“Innovation” often conjures images of groundbreaking new technologies and game-changing consumer products. But what if the most profound innovation could stem from an area that’s historically overlooked? What if I told you that accessibility – a concept traditionally siloed off in the world of design – does not only redefine innovation but also propels it?
Finding urgency to innovate
According to the Miro report “Risk vs. Reward: Innovation in Modern Enterprises,” the urgency for innovation is a sentiment nearly universally shared, with 98% of global leaders and a significant majority of information workers acknowledging its importance. The driving force behind this is competition: 79% of leaders and 76% of information workers cite the necessity of innovation to maintain a competitive edge and avoid the risk of disruption. Moreover, 82% of leaders say the life expectancy of a company that doesn’t innovate is five years max.
Despite saying they see poor or lacking innovation as a fatal error, 62% of leaders and 52% of information workers admit that it often takes a backseat in their companies, raising questions about the challenges organizations face in innovating efficiently and effectively.
The desire for innovation isn’t enough; it’s time to act – and there’s good reason to view accessibility as a path forward.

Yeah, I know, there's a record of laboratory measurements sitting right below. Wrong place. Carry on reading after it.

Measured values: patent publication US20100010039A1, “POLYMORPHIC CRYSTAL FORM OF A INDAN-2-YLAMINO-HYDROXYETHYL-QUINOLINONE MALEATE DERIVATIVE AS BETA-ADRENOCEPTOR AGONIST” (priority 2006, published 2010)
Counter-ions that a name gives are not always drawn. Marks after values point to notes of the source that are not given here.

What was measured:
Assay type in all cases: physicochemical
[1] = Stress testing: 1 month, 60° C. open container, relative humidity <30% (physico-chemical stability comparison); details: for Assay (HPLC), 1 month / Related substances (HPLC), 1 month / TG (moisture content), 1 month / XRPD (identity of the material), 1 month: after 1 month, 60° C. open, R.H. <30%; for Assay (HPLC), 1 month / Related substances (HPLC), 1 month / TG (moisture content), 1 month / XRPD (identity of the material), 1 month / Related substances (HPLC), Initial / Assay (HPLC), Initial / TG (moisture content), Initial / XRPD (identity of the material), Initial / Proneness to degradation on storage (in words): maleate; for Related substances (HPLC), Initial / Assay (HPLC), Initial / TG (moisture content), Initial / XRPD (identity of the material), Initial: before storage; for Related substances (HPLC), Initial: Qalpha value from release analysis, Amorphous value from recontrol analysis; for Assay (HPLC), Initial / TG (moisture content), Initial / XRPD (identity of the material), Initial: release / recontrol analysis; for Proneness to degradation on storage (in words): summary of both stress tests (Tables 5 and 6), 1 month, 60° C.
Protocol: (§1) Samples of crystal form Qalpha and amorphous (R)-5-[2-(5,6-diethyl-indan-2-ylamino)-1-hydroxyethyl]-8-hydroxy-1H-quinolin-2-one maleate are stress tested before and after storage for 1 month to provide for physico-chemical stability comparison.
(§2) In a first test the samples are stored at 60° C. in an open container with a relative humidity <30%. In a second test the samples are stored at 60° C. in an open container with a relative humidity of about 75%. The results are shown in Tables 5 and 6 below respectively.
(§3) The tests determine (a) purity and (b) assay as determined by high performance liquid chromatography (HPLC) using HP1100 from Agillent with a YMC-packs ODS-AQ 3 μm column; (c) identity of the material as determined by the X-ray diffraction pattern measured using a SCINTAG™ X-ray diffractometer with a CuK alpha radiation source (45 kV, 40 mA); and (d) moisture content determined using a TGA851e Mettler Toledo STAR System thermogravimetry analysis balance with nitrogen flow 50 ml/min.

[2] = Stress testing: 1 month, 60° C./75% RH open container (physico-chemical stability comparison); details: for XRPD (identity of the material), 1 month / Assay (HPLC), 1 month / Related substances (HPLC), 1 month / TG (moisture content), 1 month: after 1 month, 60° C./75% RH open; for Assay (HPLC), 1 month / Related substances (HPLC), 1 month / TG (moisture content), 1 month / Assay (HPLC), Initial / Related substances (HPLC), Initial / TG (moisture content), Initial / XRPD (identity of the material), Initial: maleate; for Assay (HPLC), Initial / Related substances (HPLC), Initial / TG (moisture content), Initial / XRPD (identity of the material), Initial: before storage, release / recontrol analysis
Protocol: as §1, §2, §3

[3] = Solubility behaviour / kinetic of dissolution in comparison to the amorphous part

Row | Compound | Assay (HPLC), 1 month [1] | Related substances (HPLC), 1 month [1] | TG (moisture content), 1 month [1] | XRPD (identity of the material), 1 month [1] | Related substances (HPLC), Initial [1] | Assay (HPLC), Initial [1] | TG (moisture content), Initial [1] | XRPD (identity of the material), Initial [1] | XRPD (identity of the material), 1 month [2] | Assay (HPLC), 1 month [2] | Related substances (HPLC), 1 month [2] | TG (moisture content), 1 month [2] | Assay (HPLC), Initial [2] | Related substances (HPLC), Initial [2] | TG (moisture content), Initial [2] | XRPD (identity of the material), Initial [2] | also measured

Accessibility: the catalyst for innovation
Accessibility is a proven potent driver of innovation. We can take cues from history; Alexander Graham Bell’s work on communication for his deaf students led him to visualize sound, which then led to the invention of both recorded audio and the telephone. Then there’s Ray Kurzweil, who broke new ground with audio and speech synthesis software for visually impaired users. These feats challenge us to rethink how we define innovation, stretching beyond its familiar borders to include accessibility.
Designing for disability has reshaped the innovation landscape. At Miro, for instance, accessibility is an essential component that steers our creativity. Features like “Reduce Motion,” initially conceived to alleviate visual overload for vestibular disorder sufferers, now cater to a broader user base. We’ve provided options to change the board background color and made the board fully keyboard-accessible. This approach aligns with the inclusive design guideline: “Solve for one, expand to many.”
Expanding the box of creativity
That “one” represents approximately 1.3 billion people, or 1 in 6, who have a significant disability, according to the World Health Organization. Designing for such a vast demographic necessitates thinking outside the box. Considering this community pushes companies to think more creatively, leading to unexpected and groundbreaking solutions for everyone.
Examples of the benefits of inclusion can be found in our everyday environment. For example, curb cuts, the depressions found just about anywhere a street or driveway meets a sidewalk, initially were designed with wheelchair users in mind. Today, they serve parents pushing strollers, cyclists moving in and out of streets and virtually any pedestrian moving from Point A to Point B. Accessibility guidelines, once commonly treated as hindrances and inconvenient by people outside of the community, are – and always have been – stimuli for out-of-the-box solutions.
Gaining a competitive edge